- The right to know if the person tasting the wine is also writing the evaluation.
Also, beginning some 30 years ago the Underground began writing about wine fraud. No one paid much attention then, but today people have finally recognized it is a big problem. Here is the Underground view on what needs to be done to help prevent wine fraud.
THE UNDERGROUND VIEW OF ISSUES THAT NEED IMPLEMENTATION TO PREVENT WINE FRAUD
- Wine sellers, including auction houses, should disclose the provenance of all wines being sold. This is the most important thing to know in buying old wine. As I have said, in real estate it is location, location, and location. In buying old wine, it is provenance, provenance, provenance. (To read the article on this subject click here).
- Wine producers should disclose any changes made in the labels, corks, bottles, and capsules over the years. This could easily be done on their websites and would enable fraudulent bottles to be identified more readily.
- More transparency in the entire market for selling old wines is needed. All auction houses should clearly disclose their auction practices. There are many things that are involved here such the use of third party bidders, bids on behalf of the house, the accounting for and implementation of written bids, and full disclosure of the sales results. Also, conditions of sale should be uniformly revised to protect the buyer if fraudulent wine was purchased. This should cause the sellers to do a more diligent job in screening for fraud before offering wine for sale.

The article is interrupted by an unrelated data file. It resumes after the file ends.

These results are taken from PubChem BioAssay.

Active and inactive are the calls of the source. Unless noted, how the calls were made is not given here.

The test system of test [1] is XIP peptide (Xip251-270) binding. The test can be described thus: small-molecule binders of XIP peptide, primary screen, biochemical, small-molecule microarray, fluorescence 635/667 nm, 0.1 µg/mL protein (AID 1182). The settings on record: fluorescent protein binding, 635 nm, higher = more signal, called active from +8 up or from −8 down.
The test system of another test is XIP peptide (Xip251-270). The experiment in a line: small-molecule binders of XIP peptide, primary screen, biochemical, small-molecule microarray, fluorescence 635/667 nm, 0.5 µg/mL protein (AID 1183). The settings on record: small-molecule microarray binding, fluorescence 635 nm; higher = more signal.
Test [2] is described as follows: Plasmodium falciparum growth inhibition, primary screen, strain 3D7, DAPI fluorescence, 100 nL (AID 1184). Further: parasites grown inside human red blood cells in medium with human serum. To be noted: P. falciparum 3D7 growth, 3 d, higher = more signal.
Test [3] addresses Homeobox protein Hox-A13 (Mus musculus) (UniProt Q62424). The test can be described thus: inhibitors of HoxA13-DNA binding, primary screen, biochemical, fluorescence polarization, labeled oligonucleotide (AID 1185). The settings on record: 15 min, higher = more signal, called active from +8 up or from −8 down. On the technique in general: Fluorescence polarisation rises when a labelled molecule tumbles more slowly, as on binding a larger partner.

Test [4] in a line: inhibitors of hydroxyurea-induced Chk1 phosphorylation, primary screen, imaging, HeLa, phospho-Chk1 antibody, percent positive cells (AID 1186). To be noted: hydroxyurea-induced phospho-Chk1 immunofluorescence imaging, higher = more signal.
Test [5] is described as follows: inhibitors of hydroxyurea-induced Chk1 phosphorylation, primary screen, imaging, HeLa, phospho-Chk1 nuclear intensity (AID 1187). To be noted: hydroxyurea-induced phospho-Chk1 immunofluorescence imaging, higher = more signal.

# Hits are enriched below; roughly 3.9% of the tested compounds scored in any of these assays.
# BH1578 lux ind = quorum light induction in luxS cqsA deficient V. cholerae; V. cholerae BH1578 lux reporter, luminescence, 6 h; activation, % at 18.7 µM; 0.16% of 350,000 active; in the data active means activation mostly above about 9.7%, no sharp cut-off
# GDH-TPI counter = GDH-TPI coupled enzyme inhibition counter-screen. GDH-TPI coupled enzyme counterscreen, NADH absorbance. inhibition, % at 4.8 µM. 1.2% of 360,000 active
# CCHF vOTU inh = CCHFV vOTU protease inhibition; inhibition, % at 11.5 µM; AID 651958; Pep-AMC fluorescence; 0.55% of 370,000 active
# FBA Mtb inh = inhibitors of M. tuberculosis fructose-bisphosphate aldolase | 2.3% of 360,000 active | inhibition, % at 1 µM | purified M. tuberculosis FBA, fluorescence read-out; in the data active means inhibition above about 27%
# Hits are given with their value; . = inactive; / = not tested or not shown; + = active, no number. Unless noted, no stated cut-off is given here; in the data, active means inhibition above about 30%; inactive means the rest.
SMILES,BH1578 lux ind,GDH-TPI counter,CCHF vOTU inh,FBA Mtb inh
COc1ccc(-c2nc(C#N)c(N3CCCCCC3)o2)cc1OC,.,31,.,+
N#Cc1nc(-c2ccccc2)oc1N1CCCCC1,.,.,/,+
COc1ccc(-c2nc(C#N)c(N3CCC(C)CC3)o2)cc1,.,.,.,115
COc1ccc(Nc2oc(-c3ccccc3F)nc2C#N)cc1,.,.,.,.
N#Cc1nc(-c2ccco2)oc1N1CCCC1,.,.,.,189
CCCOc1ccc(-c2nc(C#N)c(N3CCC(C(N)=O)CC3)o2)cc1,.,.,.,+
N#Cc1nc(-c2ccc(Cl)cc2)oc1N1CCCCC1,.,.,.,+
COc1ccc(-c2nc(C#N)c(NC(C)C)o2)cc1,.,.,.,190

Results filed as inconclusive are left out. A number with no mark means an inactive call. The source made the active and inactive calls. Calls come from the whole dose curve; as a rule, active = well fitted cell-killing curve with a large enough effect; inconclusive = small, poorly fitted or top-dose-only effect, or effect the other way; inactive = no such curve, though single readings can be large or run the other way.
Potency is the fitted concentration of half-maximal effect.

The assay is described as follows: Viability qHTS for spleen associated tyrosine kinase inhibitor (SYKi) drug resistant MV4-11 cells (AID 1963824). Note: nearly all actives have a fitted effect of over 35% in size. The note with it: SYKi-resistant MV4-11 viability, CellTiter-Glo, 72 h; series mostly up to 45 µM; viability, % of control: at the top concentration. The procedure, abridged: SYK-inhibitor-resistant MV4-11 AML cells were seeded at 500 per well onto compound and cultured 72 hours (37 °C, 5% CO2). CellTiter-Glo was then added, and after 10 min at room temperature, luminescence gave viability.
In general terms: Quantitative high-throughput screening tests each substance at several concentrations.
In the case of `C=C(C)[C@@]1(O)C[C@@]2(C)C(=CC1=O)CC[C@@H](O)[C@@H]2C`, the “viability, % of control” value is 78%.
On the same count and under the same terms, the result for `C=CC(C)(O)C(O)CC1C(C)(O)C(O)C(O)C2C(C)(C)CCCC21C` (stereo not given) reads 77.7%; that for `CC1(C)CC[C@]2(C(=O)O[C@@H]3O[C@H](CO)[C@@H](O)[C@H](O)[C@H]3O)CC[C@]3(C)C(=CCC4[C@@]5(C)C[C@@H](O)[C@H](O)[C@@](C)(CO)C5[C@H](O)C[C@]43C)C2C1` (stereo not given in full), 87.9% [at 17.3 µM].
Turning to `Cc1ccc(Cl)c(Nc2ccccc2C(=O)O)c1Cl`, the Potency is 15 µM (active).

- All producers of premium priced wines that might be subject to counterfeiting should immediately implement procedures to prevent counterfeiting. These include such things as labels with watermarks like bank notes, embossed bottles, seals between the glass and capsule, and a unique code on each bottle that can be matched against a list on the internet to verify the authenticity of the wine.